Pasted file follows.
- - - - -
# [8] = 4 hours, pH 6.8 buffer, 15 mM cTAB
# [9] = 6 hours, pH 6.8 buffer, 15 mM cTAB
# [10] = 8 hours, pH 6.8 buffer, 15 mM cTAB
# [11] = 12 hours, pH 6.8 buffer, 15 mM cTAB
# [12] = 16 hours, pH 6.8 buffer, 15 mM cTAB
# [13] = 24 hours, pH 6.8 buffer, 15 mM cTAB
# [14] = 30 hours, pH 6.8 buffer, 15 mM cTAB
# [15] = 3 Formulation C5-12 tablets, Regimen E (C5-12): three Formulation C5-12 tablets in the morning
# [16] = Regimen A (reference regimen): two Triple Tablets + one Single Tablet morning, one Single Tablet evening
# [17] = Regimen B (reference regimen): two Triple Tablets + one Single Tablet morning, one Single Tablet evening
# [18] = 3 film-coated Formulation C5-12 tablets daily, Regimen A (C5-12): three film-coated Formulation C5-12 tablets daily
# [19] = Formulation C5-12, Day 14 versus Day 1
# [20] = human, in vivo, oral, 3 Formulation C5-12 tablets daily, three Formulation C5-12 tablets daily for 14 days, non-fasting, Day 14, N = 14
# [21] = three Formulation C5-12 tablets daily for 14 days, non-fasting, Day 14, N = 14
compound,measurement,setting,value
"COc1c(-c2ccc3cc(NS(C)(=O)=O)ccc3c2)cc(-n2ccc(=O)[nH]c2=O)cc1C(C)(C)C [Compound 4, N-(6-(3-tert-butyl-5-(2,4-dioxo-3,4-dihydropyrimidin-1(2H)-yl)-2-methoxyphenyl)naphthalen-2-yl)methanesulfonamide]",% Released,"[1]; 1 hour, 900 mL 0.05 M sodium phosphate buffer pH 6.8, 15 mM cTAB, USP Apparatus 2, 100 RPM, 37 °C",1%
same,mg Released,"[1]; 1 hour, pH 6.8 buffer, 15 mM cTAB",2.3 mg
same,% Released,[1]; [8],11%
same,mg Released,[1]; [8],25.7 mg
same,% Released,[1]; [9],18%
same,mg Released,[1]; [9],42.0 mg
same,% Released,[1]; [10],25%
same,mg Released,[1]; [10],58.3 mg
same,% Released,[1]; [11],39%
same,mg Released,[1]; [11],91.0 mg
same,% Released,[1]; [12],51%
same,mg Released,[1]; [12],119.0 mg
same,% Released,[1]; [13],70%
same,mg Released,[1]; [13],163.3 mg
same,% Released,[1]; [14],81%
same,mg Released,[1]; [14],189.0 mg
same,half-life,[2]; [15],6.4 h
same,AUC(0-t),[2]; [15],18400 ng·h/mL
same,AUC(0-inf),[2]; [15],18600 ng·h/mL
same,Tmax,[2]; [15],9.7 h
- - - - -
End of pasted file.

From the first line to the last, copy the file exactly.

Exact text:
# [8] = 4 hours, pH 6.8 buffer, 15 mM cTAB
# [9] = 6 hours, pH 6.8 buffer, 15 mM cTAB
# [10] = 8 hours, pH 6.8 buffer, 15 mM cTAB
# [11] = 12 hours, pH 6.8 buffer, 15 mM cTAB
# [12] = 16 hours, pH 6.8 buffer, 15 mM cTAB
# [13] = 24 hours, pH 6.8 buffer, 15 mM cTAB
# [14] = 30 hours, pH 6.8 buffer, 15 mM cTAB
# [15] = 3 Formulation C5-12 tablets, Regimen E (C5-12): three Formulation C5-12 tablets in the morning
# [16] = Regimen A (reference regimen): two Triple Tablets + one Single Tablet morning, one Single Tablet evening
# [17] = Regimen B (reference regimen): two Triple Tablets + one Single Tablet morning, one Single Tablet evening
# [18] = 3 film-coated Formulation C5-12 tablets daily, Regimen A (C5-12): three film-coated Formulation C5-12 tablets daily
# [19] = Formulation C5-12, Day 14 versus Day 1
# [20] = human, in vivo, oral, 3 Formulation C5-12 tablets daily, three Formulation C5-12 tablets daily for 14 days, non-fasting, Day 14, N = 14
# [21] = three Formulation C5-12 tablets daily for 14 days, non-fasting, Day 14, N = 14
compound,measurement,setting,value
"COc1c(-c2ccc3cc(NS(C)(=O)=O)ccc3c2)cc(-n2ccc(=O)[nH]c2=O)cc1C(C)(C)C [Compound 4, N-(6-(3-tert-butyl-5-(2,4-dioxo-3,4-dihydropyrimidin-1(2H)-yl)-2-methoxyphenyl)naphthalen-2-yl)methanesulfonamide]",% Released,"[1]; 1 hour, 900 mL 0.05 M sodium phosphate buffer pH 6.8, 15 mM cTAB, USP Apparatus 2, 100 RPM, 37 °C",1%
same,mg Released,"[1]; 1 hour, pH 6.8 buffer, 15 mM cTAB",2.3 mg
same,% Released,[1]; [8],11%
same,mg Released,[1]; [8],25.7 mg
same,% Released,[1]; [9],18%
same,mg Released,[1]; [9],42.0 mg
same,% Released,[1]; [10],25%
same,mg Released,[1]; [10],58.3 mg
same,% Released,[1]; [11],39%
same,mg Released,[1]; [11],91.0 mg
same,% Released,[1]; [12],51%
same,mg Released,[1]; [12],119.0 mg
same,% Released,[1]; [13],70%
same,mg Released,[1]; [13],163.3 mg
same,% Released,[1]; [14],81%
same,mg Released,[1]; [14],189.0 mg
same,half-life,[2]; [15],6.4 h
same,AUC(0-t),[2]; [15],18400 ng·h/mL
same,AUC(0-inf),[2]; [15],18600 ng·h/mL
same,Tmax,[2]; [15],9.7 h